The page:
Sunday, May 09, 2010

Art Errors Avoided

1.  Louis Menand is unimpressed by Steven Pinker's evolutionary aesthetics:
One suspects that enjoying Wagner, singing Wagner, anything to do with Wagner, is in gross excess of the requirements of natural selection. To say that music is the product of a gene for "art-making," naturally selected to impress potential mates—which is one of the things Pinker believes—is to say absolutely nothing about what makes any particular piece of music significant to human beings. No doubt Wagner wished to impress potential mates; who does not? It is a long way from there to "Parsifal" [hat tip, Begbie].
2.  Art critic Jed Perl has some words for excessively self-referential art historians:
I would not want to belittle the sophistication of Fried's thought. But if you can wade through the bewildering intricacy of his approach, with its tortuous expositions of passages from Hegel, Wittgenstein, and Heidegger, the argument turns out to be rather mundane....  I do not see the need for some "key” to the pictorial arts of the past two and a half centuries. And I do not see the need for an interpretation of recent photography that links it tightly to earlier developments in painting. It is a mistake to imagine that the finest thought is the most elaborate or labyrinthine thought...  I have heard people who know a great deal about painting and who know that Fried’s theories are suspect speak almost apologetically about their inability to get with his program. They worry that they are not smart enough to grapple with his ideas, when the truth may be that they are too smart to get tripped up by all his fancy footwork.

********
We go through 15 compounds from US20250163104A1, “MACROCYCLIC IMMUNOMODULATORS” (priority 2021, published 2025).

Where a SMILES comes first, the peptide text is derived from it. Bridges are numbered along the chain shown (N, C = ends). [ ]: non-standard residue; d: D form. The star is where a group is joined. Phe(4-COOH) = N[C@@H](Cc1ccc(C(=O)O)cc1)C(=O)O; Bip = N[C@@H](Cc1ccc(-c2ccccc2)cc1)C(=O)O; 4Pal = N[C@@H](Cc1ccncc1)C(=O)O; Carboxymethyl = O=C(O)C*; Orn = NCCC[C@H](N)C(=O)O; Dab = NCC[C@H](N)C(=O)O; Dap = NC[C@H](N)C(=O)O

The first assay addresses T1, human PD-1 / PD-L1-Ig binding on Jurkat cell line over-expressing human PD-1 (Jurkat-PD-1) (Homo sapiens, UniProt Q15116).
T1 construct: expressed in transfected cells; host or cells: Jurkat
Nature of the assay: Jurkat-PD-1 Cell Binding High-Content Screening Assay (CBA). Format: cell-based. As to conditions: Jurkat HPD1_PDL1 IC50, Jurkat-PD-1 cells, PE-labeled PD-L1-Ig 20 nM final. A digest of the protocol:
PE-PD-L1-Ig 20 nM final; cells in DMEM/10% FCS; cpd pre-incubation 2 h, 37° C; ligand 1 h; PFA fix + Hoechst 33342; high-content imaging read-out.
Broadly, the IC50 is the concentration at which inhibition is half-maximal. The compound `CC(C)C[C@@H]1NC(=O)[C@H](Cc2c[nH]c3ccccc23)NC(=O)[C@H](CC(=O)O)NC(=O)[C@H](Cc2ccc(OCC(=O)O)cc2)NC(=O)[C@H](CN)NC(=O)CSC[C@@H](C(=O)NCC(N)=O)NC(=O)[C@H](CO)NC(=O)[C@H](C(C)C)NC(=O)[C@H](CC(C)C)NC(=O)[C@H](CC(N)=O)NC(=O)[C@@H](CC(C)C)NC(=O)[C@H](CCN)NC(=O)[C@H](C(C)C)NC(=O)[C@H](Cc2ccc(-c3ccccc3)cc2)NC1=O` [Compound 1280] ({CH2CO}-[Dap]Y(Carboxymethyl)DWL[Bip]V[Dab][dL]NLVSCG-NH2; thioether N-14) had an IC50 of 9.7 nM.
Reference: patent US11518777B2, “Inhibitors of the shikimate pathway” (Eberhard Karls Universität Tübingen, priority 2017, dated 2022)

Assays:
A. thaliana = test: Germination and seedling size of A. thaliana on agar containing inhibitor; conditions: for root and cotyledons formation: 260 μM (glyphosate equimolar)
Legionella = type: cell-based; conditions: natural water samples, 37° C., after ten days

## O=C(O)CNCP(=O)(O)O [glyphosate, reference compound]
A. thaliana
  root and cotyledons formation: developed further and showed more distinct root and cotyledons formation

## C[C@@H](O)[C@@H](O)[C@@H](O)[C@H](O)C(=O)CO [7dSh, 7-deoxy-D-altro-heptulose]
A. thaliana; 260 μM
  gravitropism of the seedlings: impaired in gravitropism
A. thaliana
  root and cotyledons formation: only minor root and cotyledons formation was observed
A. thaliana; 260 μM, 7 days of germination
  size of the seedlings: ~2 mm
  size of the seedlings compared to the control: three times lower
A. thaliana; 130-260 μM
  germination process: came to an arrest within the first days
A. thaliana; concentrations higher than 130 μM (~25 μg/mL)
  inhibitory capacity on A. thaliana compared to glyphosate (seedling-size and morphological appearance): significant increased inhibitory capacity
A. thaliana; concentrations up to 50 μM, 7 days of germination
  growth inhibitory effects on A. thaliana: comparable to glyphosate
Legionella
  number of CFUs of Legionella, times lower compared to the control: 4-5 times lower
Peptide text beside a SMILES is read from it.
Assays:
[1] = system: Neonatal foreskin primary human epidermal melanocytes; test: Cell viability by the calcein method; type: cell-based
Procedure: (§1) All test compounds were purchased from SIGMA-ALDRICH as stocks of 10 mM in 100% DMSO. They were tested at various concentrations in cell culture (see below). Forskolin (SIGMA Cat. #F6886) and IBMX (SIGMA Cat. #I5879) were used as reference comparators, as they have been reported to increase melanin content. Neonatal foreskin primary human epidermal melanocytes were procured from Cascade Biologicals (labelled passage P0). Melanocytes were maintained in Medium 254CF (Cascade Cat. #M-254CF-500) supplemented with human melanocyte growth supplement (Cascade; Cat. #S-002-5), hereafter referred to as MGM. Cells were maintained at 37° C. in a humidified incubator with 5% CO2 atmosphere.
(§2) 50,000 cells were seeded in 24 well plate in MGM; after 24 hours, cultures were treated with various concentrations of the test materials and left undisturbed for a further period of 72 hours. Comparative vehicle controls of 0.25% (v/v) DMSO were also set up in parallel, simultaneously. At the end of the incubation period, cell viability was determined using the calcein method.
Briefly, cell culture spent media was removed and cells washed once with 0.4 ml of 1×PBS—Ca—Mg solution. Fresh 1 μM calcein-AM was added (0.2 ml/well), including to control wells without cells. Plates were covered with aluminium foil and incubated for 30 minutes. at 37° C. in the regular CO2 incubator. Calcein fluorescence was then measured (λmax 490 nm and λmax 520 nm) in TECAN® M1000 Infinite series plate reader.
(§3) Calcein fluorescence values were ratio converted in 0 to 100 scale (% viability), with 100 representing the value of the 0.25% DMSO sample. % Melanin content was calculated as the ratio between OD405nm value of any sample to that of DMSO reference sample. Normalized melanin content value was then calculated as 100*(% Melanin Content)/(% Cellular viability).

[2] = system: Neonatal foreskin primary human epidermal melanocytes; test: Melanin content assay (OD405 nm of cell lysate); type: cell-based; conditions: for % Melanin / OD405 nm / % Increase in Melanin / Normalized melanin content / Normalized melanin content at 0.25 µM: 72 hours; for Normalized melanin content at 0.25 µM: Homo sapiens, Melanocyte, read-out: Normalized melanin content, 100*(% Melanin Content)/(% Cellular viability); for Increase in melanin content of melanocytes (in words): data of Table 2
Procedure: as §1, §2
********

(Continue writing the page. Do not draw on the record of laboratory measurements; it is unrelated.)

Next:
3. and 4.  Bruce Herman, in this IAM interview, counters the idea that tradition can be advanced without having first been mastered, and that abstract painting is necessarily a subjective escape from objective reality.

5.  And, in a review of an art show at the Rubin concerning death across cultures, the The New York Times completely avoids caricaturing Christian theology:
Western works are morbidly preoccupied with the perishability of the body; Eastern works take a holistic, Buddhist view of death as a passage between states of being in nearly endless cycles of reincarnation...    A harsh dualism prevails on the Western side....  Such either-or starkness is foreign to the Eastern side.
Okay, but four out of five errors avoided is not bad.